However, provincial public drug formularies differ considerably in the mechanism used to enforce these criteria (Table S1 in Appendix 1). For instance, the special authority policy in British Columbia requires prescribers faxing or mailing a special authority request outlining each patient's eligibility for DOACs to provincial PharmaCare, which ultimately determines whether the patient meets the criteria for drug coverage (BC PharmaCare Special Authority 2013, 2016, 2017). Thus, patients cannot access DOACs until they receive approval from PharmaCare following individual clinical review. In contrast, the Ontario Drug Benefit Program's Limited Use process requires only that prescribers confirm the indication and conditions for use by adding a specific "Reason for Use" code to the prescription (Ontario Drug Benefit Formulary/Comparative Drug Index 2016). These codes grant patients immediate access to DOACs without direct involvement of the provincial government.

Little is known about how these different approaches to DOAC accessibility influence utilization and expenditures related to these drugs. We explored how differential mechanism of DOAC coverage influenced the utilization and expenditure on DOACs on public drug formularies across Canada.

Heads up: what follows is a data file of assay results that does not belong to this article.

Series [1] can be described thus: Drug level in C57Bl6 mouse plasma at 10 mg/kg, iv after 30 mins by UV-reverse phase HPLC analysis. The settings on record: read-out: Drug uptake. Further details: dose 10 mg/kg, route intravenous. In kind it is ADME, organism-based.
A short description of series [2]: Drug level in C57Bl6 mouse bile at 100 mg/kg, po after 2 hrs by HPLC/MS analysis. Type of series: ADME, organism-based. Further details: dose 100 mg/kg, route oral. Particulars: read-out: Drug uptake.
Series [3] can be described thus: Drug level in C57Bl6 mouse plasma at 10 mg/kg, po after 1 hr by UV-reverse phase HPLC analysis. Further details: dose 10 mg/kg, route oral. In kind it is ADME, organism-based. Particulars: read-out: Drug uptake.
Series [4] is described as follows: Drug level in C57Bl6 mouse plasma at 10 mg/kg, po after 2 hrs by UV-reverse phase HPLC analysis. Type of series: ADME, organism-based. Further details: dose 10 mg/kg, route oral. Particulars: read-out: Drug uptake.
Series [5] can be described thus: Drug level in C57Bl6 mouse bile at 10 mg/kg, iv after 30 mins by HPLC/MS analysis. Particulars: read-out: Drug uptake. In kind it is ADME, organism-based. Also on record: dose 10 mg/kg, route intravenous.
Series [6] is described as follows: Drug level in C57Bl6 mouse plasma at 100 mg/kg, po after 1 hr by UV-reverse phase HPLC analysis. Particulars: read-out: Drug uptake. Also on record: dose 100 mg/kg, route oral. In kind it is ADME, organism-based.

Methods

We conducted a population-based, cross-sectional study of all out-patient prescriptions for OACs dispensed to individuals covered by public drug programs in Canada between January 1, 2010, and June 30, 2015. The composition of provincial beneficiaries varies across Canada, as provincial governments independently provide public drug coverage for seniors, social assistance recipients and medically necessary hospital and physician services with varying eligibility and patient cost-sharing arrangements (Daw and Morgan 2012).

To interpret the results of public claims more accurately, we also separately conducted analysis of all privately funded new OAC (NOAC) prescriptions across Canada within the same time frame, including individuals covered by private insurance or by paying cash.